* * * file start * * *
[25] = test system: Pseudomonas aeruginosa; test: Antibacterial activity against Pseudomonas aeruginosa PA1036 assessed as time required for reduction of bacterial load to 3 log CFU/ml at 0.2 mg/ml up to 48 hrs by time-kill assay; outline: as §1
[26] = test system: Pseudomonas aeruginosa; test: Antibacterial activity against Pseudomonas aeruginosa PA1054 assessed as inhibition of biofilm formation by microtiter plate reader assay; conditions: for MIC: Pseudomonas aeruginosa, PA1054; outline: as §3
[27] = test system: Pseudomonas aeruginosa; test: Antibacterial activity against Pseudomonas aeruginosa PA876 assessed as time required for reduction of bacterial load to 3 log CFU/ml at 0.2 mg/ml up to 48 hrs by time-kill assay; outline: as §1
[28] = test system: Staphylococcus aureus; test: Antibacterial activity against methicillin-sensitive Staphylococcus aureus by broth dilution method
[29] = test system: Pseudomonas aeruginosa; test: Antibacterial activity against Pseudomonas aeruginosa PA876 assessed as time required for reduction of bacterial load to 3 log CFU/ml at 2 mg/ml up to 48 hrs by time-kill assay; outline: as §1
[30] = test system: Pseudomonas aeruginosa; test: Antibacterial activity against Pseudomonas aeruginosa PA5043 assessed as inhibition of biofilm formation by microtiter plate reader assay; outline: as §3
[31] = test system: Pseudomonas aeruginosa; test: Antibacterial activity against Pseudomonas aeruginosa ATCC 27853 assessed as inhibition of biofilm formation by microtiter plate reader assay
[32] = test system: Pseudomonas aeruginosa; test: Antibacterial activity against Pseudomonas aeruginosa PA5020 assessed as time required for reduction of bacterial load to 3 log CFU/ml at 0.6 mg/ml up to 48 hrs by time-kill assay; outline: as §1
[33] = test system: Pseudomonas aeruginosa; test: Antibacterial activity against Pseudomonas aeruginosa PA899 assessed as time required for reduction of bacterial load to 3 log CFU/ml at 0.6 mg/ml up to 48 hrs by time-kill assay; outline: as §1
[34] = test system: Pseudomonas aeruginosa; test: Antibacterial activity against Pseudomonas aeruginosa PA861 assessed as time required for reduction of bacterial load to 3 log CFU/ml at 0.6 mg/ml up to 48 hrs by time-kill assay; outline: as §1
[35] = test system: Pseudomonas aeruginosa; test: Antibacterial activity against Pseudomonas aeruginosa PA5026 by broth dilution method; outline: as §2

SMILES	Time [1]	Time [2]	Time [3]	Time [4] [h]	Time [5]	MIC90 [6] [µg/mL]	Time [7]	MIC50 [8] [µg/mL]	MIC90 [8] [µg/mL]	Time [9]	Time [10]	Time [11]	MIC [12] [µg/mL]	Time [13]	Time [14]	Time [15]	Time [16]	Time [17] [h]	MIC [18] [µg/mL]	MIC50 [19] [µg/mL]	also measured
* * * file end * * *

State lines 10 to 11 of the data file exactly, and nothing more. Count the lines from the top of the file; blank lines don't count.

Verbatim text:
[34] = test system: Pseudomonas aeruginosa; test: Antibacterial activity against Pseudomonas aeruginosa PA861 assessed as time required for reduction of bacterial load to 3 log CFU/ml at 0.6 mg/ml up to 48 hrs by time-kill assay; outline: as §1
[35] = test system: Pseudomonas aeruginosa; test: Antibacterial activity against Pseudomonas aeruginosa PA5026 by broth dilution method; outline: as §2